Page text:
Individuals aren’t the only entity to struggle with finances, which is why we have business bankruptcy. Just as a person can accumulate debt, take out to many loans, and overuse a credit card – so can a company.
In fact, businesses are far more susceptible to debt and overwhelming payment obligations. Why? The implications and repercussions of borrowing and payment obligations are less immediate and removed for a company. Business owners and boards that previously crossed the threshold from healthy borrowing to bankruptcy will tell you that when you accumulate thousands upon thousands in debt at a business, you begin to feel immune to the process and consequences of your spending.
Our team at Simon Haysom, LLC will answer three important questions about business bankruptcy. If your company is struggling financially or needs further advice on business bankruptcy, be certain to contact our firm or a reputable law firm in your area.
#1: How Can a Business File for Bankruptcy?
There are four chapters of the U.S. Bankruptcy Code that can be utilized for business bankruptcy. Two of these chapters are also applicable to individual bankruptcy, and therefore far more familiar to residents and small business owners in Goshen. These well-known types of bankruptcy are Chapter 7, which is a liquidation of your assets to repay debts, and Chapter 13, which is a reorganization of your debt obligations. In the context of business bankruptcy, these chapters function similarly to an individual case.
A business can also file for bankruptcy under Chapter 11 or 12 of the U.S. Bankruptcy Code.
Chapter 11 bankruptcy is the type most commonly associated with business bankruptcy, and at times the terms can even be used incorrectly as synonyms. Chapter 11 requires the business to reorganize its debts, in a process similar but far more labor-intensive than what is required under Chapter 13. All regular expenses accrued and owed during a Chapter 11 bankruptcy are the responsibility of the business and must be paid for the business bankruptcy to be discharged.
Chapter 12 bankruptcy is the most recent type of business bankruptcy included in the U.S. Bankruptcy Code. It is only applicable to a limited number of businesses based on industry. The most notable requirement of Chapter 12 bankruptcy is that at least 50% of the company’s debt must be in farming operations or 80% of its debt in fishing operations. The purpose of Chapter 12 bankruptcy is helping independent farmers and fishers keep their operations afloat.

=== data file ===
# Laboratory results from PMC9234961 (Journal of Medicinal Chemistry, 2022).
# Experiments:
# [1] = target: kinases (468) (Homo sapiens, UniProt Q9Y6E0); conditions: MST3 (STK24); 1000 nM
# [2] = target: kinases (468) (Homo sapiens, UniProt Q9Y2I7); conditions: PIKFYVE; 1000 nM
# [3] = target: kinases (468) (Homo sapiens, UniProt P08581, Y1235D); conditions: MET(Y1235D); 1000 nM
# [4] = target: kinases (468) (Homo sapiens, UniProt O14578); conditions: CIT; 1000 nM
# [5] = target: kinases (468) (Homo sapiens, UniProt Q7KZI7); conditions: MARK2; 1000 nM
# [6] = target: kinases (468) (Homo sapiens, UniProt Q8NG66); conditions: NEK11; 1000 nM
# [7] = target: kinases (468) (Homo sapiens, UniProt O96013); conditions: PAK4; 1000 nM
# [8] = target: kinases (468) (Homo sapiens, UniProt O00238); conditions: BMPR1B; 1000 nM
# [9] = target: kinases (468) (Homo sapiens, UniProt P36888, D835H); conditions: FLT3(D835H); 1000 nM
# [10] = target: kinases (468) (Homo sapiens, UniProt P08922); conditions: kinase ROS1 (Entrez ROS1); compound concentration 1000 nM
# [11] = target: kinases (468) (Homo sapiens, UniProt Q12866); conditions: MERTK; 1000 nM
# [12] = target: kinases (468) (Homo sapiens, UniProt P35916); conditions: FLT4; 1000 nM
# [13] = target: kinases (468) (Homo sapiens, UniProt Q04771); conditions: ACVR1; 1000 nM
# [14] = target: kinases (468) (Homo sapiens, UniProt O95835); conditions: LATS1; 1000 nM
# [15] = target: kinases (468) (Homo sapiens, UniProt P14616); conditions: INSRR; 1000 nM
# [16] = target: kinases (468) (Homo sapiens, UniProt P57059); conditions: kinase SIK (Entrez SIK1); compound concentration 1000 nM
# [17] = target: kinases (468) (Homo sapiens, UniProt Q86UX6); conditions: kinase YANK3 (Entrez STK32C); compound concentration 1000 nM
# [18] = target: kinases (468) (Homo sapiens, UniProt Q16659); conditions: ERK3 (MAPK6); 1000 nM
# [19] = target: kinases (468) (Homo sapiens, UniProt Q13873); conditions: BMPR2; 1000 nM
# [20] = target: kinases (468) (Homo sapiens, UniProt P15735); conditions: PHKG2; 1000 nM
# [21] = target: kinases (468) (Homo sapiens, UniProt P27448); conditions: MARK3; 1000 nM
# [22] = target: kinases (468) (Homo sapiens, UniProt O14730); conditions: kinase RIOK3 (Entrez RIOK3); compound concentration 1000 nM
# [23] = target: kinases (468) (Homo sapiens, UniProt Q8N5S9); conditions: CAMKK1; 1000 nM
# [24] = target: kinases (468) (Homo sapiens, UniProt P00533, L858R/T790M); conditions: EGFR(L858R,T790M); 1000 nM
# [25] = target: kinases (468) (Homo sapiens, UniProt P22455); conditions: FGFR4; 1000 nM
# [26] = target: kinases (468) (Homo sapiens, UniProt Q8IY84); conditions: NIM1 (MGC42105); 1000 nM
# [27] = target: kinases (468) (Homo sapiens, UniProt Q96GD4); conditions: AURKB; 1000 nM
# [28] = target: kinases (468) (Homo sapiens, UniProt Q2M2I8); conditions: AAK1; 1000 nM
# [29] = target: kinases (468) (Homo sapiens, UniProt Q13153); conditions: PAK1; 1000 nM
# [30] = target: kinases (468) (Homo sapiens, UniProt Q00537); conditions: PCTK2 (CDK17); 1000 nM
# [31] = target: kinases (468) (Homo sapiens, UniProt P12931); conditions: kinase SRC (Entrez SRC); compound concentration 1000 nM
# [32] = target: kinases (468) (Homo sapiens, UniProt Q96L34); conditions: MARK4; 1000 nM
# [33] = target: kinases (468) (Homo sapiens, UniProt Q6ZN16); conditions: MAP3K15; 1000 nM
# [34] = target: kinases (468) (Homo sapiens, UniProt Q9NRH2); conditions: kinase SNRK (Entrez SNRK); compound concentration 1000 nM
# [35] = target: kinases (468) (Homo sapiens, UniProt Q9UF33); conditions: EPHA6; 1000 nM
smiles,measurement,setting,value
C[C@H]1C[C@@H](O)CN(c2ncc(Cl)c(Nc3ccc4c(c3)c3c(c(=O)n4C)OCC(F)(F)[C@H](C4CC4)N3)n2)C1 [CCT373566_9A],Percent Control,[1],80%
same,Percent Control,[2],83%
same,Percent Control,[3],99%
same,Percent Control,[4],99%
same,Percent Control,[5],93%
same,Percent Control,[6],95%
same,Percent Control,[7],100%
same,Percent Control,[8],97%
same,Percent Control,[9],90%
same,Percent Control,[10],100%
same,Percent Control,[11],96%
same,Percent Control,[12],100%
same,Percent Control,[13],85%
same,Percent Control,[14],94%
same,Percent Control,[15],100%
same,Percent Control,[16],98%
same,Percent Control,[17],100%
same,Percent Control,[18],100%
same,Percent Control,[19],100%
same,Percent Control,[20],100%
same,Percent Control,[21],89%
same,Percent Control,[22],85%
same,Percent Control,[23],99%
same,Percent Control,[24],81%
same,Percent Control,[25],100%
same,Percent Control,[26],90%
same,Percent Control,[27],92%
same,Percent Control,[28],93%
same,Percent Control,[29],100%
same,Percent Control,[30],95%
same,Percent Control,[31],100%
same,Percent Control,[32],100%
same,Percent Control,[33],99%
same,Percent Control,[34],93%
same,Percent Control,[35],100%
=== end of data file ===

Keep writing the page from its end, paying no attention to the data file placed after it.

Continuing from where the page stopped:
#2: When Does a Company File Business Bankruptcy?
Filing for individual bankruptcy is partly a judgment call. An individual may struggle with medical bills, credit card debt, and other payment obligations for months or years before deciding bankruptcy is the right route to financial freedom. For personal or professional reasons, waiting to file for bankruptcy is often a good choice for individual debtors. In many ways, the determination to file business bankruptcy is the same.
A company can make minimum payments, ignore creditors, and even default on contracts before business bankruptcy comes into view. Many companies will look to other forms of debt reorganization and negotiation with creditors before filing for bankruptcy under Chapter 7, 11, 12, or 13. However, just as there are certain eligibility requirements for filing individual bankruptcy, the same applies to companies. An entity might be forced to file under a certain chapter of the U.S. Bankruptcy Code because of the type, amount, and structure of its debt.
#3: What Happens After Business Bankruptcy?
Most companies want to remain in existence after business bankruptcy. For this reason, Chapter 11 bankruptcy is seen as the best route for struggling companies. Under Chapter 11, an entity can reorganize and restructure its debt, adhere to a repayment plan, and continue to operate during and after business bankruptcy.
However, the rate of successful Chapter 11 bankruptcies is very low. There are extensive studies into the low number of Chapter 11 reorganizations that go well and have a positive result, but a straightforward answer eludes bankruptcy lawyers and other financial experts. In part, it is understood that certain businesses are never going to succeed.
Unlike individuals, who can adopt better financial habits, look for a new job, and spend less on non-essentials, an entity needs revenue to stay in existence. Despite the dismal results, Chapter 11 bankruptcy filings are up 63% from 2017.
When an entity files for Chapter 7 bankruptcy, it is forced to finalize its books and close its doors. All assets of the business are liquidated to repay debts and the company isn’t permitted to pay or schedule regular and day-to-day obligations, making business operations impossible.
Are You Filing Business Bankruptcy?
Any type of business bankruptcy requires extensive skill and training to execute successfully. You need a strong financial advisor, dedicated accountants, and a knowledgeable business bankruptcy lawyer. Contact our team at Simon Haysom, LLC to learn more.
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